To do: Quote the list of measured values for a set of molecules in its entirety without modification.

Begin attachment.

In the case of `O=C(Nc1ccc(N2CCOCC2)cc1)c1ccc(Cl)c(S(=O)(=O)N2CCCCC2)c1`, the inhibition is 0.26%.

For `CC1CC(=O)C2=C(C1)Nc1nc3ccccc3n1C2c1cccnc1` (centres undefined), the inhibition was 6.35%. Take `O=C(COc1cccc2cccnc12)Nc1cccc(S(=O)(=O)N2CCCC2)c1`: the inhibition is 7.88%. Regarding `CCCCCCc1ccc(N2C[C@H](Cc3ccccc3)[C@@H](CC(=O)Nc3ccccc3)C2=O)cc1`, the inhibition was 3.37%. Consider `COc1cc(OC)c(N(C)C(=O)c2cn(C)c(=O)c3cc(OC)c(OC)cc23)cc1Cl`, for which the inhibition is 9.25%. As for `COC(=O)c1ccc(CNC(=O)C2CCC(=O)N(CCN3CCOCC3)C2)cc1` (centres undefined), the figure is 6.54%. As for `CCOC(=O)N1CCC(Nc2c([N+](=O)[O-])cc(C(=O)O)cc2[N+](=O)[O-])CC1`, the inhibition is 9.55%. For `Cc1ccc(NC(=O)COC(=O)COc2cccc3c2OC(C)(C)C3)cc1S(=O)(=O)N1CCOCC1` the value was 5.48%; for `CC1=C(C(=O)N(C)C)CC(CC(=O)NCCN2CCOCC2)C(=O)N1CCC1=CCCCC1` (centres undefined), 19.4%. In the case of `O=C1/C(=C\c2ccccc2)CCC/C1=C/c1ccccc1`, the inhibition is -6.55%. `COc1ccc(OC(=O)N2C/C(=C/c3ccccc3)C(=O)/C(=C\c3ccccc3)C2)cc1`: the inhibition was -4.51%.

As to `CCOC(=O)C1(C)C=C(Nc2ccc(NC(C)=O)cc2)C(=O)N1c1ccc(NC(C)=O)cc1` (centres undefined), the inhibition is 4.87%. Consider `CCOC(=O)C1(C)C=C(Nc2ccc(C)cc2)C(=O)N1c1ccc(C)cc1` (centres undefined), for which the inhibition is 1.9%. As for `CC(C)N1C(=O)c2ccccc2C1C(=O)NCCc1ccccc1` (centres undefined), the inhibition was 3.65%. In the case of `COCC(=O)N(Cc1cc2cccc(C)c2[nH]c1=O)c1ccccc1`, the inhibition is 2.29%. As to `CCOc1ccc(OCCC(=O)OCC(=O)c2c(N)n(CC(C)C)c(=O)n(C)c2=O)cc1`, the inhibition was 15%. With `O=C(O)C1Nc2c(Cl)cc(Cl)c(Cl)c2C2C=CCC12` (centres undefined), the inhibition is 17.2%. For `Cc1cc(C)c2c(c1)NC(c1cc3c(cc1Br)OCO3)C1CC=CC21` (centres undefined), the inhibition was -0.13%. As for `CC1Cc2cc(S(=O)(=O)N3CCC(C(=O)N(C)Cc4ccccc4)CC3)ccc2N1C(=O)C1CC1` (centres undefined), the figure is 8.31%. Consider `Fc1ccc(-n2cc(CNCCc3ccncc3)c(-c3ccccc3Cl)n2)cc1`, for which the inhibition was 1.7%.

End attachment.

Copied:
In the case of `O=C(Nc1ccc(N2CCOCC2)cc1)c1ccc(Cl)c(S(=O)(=O)N2CCCCC2)c1`, the inhibition is 0.26%.

For `CC1CC(=O)C2=C(C1)Nc1nc3ccccc3n1C2c1cccnc1` (centres undefined), the inhibition was 6.35%. Take `O=C(COc1cccc2cccnc12)Nc1cccc(S(=O)(=O)N2CCCC2)c1`: the inhibition is 7.88%. Regarding `CCCCCCc1ccc(N2C[C@H](Cc3ccccc3)[C@@H](CC(=O)Nc3ccccc3)C2=O)cc1`, the inhibition was 3.37%. Consider `COc1cc(OC)c(N(C)C(=O)c2cn(C)c(=O)c3cc(OC)c(OC)cc23)cc1Cl`, for which the inhibition is 9.25%. As for `COC(=O)c1ccc(CNC(=O)C2CCC(=O)N(CCN3CCOCC3)C2)cc1` (centres undefined), the figure is 6.54%. As for `CCOC(=O)N1CCC(Nc2c([N+](=O)[O-])cc(C(=O)O)cc2[N+](=O)[O-])CC1`, the inhibition is 9.55%. For `Cc1ccc(NC(=O)COC(=O)COc2cccc3c2OC(C)(C)C3)cc1S(=O)(=O)N1CCOCC1` the value was 5.48%; for `CC1=C(C(=O)N(C)C)CC(CC(=O)NCCN2CCOCC2)C(=O)N1CCC1=CCCCC1` (centres undefined), 19.4%. In the case of `O=C1/C(=C\c2ccccc2)CCC/C1=C/c1ccccc1`, the inhibition is -6.55%. `COc1ccc(OC(=O)N2C/C(=C/c3ccccc3)C(=O)/C(=C\c3ccccc3)C2)cc1`: the inhibition was -4.51%.

As to `CCOC(=O)C1(C)C=C(Nc2ccc(NC(C)=O)cc2)C(=O)N1c1ccc(NC(C)=O)cc1` (centres undefined), the inhibition is 4.87%. Consider `CCOC(=O)C1(C)C=C(Nc2ccc(C)cc2)C(=O)N1c1ccc(C)cc1` (centres undefined), for which the inhibition is 1.9%. As for `CC(C)N1C(=O)c2ccccc2C1C(=O)NCCc1ccccc1` (centres undefined), the inhibition was 3.65%. In the case of `COCC(=O)N(Cc1cc2cccc(C)c2[nH]c1=O)c1ccccc1`, the inhibition is 2.29%. As to `CCOc1ccc(OCCC(=O)OCC(=O)c2c(N)n(CC(C)C)c(=O)n(C)c2=O)cc1`, the inhibition was 15%. With `O=C(O)C1Nc2c(Cl)cc(Cl)c(Cl)c2C2C=CCC12` (centres undefined), the inhibition is 17.2%. For `Cc1cc(C)c2c(c1)NC(c1cc3c(cc1Br)OCO3)C1CC=CC21` (centres undefined), the inhibition was -0.13%. As for `CC1Cc2cc(S(=O)(=O)N3CCC(C(=O)N(C)Cc4ccccc4)CC3)ccc2N1C(=O)C1CC1` (centres undefined), the figure is 8.31%. Consider `Fc1ccc(-n2cc(CNCCc3ccncc3)c(-c3ccccc3Cl)n2)cc1`, for which the inhibition was 1.7%.